In the paintingyou’ll find conjoined animals and flowers from India/Pakistan, Ireland/UK, Israel/Palestine, North and South Korea, Macedonia/Serbia, Austria/Hungary, US/Mexico or US/Cuba. As if by the defiance of nature in acknowledging the man-made divisions on the ground this paranormal setting appears like a poetic provocation from the past or a proposition for an imagined future when indeed they may reunite. Running across the landscape is the motif of the electrical cable. These conduits of contact that transmit ideas and information, bringing people together, become painstakingly woven entanglements that morph into barbed wires like barriers prodding us to think of the many bonds and borders that make our complex existence.


Jitish Kallat’s Rain Study (the hour of the day of the month of the season), much like his elemental suite of Wind Studies, participates in the near currents of the atmospheric to summon images that invoke the astronomical. During rain-showers, with the drawing paper held out to the sky Kallat steps outdoors. The drawing thus becomes a rainwater receptacle with constellations of descending raindrops settling on the paper. This short duration of time, measured through the artist’s breath cycles are marked as BC on the drawings. Once overlaid with a spray of dark pigment and wiped dry, the resultant image invokes galaxy clusters or stellar maps of the distant universe. The drawing thus becomes a contemplative instrument that momentarily enters the flows in our localized environment, to exponentially shift orders of magnitude probing ideas of deep space, time, scale and location.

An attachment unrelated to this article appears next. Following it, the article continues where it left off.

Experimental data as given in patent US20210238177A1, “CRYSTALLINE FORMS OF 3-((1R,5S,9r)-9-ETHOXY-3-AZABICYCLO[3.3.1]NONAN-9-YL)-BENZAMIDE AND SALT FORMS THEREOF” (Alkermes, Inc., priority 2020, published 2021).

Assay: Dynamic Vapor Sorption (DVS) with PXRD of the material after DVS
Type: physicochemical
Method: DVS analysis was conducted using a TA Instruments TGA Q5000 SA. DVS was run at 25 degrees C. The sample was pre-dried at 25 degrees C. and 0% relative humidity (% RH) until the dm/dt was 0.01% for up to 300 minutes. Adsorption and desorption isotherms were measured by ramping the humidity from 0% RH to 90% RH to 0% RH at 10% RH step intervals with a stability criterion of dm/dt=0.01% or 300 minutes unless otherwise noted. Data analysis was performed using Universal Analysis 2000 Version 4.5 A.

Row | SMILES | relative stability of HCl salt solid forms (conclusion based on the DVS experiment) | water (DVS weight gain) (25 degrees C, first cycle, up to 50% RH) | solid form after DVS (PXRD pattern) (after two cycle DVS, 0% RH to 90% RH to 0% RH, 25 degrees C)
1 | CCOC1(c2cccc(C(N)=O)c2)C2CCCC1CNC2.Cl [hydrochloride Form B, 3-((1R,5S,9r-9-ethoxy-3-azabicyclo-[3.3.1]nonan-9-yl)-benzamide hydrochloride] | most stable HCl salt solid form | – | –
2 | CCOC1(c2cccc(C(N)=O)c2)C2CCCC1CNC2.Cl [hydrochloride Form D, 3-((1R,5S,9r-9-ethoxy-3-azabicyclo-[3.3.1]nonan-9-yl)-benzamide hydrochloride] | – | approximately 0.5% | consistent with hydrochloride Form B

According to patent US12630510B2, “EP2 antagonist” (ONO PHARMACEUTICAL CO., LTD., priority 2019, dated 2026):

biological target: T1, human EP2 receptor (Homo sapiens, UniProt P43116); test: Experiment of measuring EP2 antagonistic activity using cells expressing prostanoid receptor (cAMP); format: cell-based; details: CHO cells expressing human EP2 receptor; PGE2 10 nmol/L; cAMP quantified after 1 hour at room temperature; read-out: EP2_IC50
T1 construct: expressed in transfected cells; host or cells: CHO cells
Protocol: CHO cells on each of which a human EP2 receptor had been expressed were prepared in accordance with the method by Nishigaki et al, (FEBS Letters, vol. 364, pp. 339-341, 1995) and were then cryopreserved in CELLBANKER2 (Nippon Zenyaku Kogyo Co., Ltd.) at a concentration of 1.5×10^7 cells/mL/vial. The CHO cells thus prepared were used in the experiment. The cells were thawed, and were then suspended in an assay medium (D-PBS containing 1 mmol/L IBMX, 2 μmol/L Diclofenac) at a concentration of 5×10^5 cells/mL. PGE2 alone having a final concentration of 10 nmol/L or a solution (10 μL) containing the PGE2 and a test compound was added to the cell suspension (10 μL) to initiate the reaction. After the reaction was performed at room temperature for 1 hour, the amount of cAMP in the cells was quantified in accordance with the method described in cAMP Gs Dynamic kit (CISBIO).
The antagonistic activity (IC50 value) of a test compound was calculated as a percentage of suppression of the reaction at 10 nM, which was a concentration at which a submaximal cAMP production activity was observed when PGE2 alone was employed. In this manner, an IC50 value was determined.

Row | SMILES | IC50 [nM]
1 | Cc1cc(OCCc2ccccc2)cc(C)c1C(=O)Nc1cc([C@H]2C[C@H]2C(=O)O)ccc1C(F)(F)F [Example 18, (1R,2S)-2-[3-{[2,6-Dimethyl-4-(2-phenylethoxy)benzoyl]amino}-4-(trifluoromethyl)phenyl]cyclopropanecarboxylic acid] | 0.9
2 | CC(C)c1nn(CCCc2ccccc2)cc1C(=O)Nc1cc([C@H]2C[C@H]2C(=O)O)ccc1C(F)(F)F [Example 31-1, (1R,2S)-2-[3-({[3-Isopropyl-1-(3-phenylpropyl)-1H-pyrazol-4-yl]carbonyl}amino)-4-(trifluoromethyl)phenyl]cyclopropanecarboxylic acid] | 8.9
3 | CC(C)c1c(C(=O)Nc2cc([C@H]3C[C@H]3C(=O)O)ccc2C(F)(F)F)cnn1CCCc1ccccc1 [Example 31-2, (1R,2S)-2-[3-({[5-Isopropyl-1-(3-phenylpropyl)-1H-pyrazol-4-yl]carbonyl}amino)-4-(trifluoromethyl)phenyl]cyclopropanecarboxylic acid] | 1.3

Some of his works revisit history, overlaying the past onto the present citing momentous historical utterances, while others such as his Rain Studies contemplate the ever-transient present moment.


Smoke (haziness or volatility) which hovers at the edges of tight definitions, be it those of the nation states or even ourselves, infiltrating into domestic spaces, challenging a sense of clarity/uniformity in readings that limit themselves as binaries.


The unnoticed, abandoned, impermanent toys and unusual belongings, seen as Mithu Sen’s childhood imprints entangled with each other from her Museum Of Unbelonging collection are now appearing as morphed figures with new identities. Sen is mummifying the objects, and in a way, she is reincarnating them with stronger bodies of bronze to withstand time.